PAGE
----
Helen has as mentioned worked at Sandringham Hospital which is connected to the Alfred. 35,000 patients a year with 130 presented each day. Patients are sicker now than previously. Helen continued that she had worked in a variety of areas including Clinical Forensic Medicine learning about many facets such as Sexual Assault. The qualification exam was done in UK but now one can have qualification at Monash University. Having done the exam in UK she stayed for 10 years working in Emergency and Forensic and had met Andrew Stamper next week’s speaker there. Dr. Helen had important information that we as general public should be aware of.  The lay person does not know much about First Aid. 1) How to deal with an unconscious person. 2) How to deal/recognize stroke. 3) Bleeding, burns. She emphasized that we should know our own medical history, own medication and should carry heart conditions notes with us such as ECG copies in the wallet. Some illnesses have complex conditions and it is handy when in an emergency situation the attending medic can get instant knowledge which is helpful.  People should be aware of their symptoms as although the quote from many “but it is on computer” not all hospitals are connected. We should know what to do if someone collapses Always lie the person on the ground with the head lower than the body so is equal to the heart because the blood pressure then has a chance to get the blood to the brain. The body knows what to do.  She talked of Cardiac arrest. In a heart attack the heart which is a muscle needs blood and the vessel needs to be unblocked. When it is a ventricular fibrillation which is a life-threatening heart rhythm which results in a rapid, inadequate heartbeat. One should call the ambulance for a defibrillator. Any chest pain is a cause to go to hospital. Heart pain is not necessarily a strong pain it can be a tight pain across the chest. The body sweats and the pain can go up to the jaws. Helen suggested that we should watch on Google Vinny Jones Hands only CPR that can teach us what to do. The BEEGEE song “Staying Alive” is the right beat to push on chest. The advice is to keep pushing on the chest. To stop will give a poor outcome.  One should rotate people around with a hands only CPR as the hands get tired. If attending to a blood-nose squeezing the point of bleeding will put pressure and the bleeding should stop after 10 minutes. However, it is again important to know the medication background eg Blood thinners. Another important thing to know is to be able to help and recognize someone if having a stroke.  The acronym F. A. S. T. F for Face, A for Arms, S for Speech and T Time critical. One way to be able to present the medication knowledge is to photo the list off the Webster pack if one is used. The ICE App is useful especially if on screen ICE stands for In Case of Emergency. So much important information and so little time to digest all these hints for life saving applications.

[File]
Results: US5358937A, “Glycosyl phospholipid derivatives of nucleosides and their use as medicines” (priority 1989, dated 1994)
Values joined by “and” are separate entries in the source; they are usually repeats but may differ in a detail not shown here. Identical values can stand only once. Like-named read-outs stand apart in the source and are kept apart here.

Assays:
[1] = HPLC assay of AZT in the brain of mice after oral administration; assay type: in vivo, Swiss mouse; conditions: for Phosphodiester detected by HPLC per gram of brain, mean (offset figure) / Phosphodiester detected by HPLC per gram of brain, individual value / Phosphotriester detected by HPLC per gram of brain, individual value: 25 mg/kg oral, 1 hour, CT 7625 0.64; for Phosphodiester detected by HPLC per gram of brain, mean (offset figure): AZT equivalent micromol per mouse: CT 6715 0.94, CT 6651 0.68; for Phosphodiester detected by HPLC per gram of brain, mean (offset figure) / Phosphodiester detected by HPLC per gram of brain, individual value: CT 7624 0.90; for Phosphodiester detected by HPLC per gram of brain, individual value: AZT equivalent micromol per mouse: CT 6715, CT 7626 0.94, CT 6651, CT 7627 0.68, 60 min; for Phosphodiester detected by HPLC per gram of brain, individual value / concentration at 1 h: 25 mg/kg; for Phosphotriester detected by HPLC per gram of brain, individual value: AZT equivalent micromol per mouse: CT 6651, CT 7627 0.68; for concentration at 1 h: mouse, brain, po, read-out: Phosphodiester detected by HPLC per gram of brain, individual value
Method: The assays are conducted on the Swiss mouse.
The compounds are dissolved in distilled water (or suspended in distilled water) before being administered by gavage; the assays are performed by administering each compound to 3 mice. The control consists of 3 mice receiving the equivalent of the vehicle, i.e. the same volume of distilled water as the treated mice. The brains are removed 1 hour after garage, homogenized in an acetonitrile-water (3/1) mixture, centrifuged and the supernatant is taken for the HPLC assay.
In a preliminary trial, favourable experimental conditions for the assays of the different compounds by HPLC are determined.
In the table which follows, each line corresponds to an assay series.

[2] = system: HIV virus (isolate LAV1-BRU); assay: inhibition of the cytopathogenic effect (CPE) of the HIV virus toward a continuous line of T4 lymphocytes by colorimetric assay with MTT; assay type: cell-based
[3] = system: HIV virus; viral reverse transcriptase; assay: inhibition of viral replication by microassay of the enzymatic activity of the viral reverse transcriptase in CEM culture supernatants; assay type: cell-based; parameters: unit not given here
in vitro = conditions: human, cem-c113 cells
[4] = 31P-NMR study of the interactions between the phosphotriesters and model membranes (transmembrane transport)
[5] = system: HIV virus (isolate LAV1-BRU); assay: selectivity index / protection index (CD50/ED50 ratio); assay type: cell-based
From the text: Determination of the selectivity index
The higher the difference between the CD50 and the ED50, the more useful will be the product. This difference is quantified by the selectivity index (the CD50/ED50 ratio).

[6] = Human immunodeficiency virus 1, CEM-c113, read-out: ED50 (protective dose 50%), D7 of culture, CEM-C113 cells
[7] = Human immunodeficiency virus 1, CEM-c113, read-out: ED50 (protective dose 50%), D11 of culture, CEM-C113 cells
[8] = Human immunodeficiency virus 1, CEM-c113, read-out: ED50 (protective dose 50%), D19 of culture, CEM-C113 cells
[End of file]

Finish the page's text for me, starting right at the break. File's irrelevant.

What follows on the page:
Thank you SO much Dr. Helen for coming to share your amazing and impressive knowledge and qualifications so early in the morning. The members were a captive audience, so much so we needed to cancel Sergeant Tim’s Sergeant Session. Pres Ian closed the meeting reminding us again that we will meet at Cilantro and that we should BE THE INPIRATION. Zilla (Bulletin Reporter)